Black History Is American History: Blanche Kelso Bruce

Editor’s note: This article is the twenty-fourth part of a series, Black History Is American History, by Kiarra Ballard. Each day in February, we will publish a new entry in the series, focusing on an influential Black figure from history. You can find all of the entries in this series here.


On March 1, 1841, Blanche Bruce was born in a plantation near Farmville, Virginia. His father, Pettus Perkinson, was the slave owner of his mother, Polly Bruce.

One of eleven children, Bruce was forced into enslavement and made to serve his half brother, William Perkinson. Bruce, despite his enslavement, was reportedly treated with respect and given virtually the same privileges as the Perkinson children. He worked with William’s personal instructor and, according to contemporary accounts, was an enthusiastic student. Bruce, however, fled to Kansas during the Civil War in an effort to join the Union Army. This act of desperation counters the claims that he was treated well by the family that enslaved him. 

Soon after, he established the first school in the state for Black students in 1864, on the eve of the conclusion of the war. For the young Black people in his neighborhood, this was only the beginning of his efforts to better their lives.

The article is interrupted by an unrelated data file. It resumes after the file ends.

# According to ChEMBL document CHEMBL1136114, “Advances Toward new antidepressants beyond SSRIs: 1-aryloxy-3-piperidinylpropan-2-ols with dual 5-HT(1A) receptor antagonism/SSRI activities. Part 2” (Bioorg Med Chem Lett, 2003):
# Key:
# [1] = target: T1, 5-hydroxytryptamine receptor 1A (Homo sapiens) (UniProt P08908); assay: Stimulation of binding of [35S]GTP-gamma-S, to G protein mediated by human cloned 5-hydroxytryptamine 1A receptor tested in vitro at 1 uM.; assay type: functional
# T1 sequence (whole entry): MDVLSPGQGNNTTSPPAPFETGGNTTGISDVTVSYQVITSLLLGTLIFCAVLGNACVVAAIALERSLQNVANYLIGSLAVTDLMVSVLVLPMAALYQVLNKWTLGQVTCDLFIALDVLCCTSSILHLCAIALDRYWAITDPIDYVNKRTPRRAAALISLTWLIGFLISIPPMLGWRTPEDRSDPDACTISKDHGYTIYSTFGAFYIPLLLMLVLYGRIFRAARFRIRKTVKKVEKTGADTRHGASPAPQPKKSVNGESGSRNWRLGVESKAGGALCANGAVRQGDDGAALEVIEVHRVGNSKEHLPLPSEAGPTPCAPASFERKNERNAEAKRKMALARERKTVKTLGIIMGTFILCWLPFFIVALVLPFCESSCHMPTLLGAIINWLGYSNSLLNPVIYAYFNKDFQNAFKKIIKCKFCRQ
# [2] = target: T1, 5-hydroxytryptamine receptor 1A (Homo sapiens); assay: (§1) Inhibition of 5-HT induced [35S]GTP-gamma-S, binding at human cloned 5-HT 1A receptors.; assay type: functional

The youthful and eloquent Bruce impressed white Republicans on a trip to Jackson in 1870, leading to his appointment as registrar of voters for Tallahatchie County. He became Bolivar County’s sheriff and tax collector in 1871 after his election. The Republican-controlled state board of education named him county superintendent of schools shortly after. As a result of his efforts, the Bolivar County school system was widely regarded as one of the finest in the state, despite its segregated status. His efforts in education received the support of both the Black and White populations. 

On March 5, 1875, when Bruce entered the United States Senate Chamber, he was supposed to be escorted to the podium by the senior Senator from his state, but he made the journey alone. During his time in the Senate, Bruce fought tirelessly for the civil liberties of African-Americans. He pushed hard to remove racial segregation in the military services and was an ardent protector of Black troops. 

His term as Senator lasted from 1875 to 1881, during which time he fought for equal rights for African-Americans, Native Americans, and Chinese Americans. He pushed for improved racial harmony and safer navigation on the Mississippi River. A significant portion of his efforts were directed on preventing electoral fraud and corruption at the national level. 

He remained a Washington resident until his death on March 17, 1898, from renal disease brought on by diabetic issues.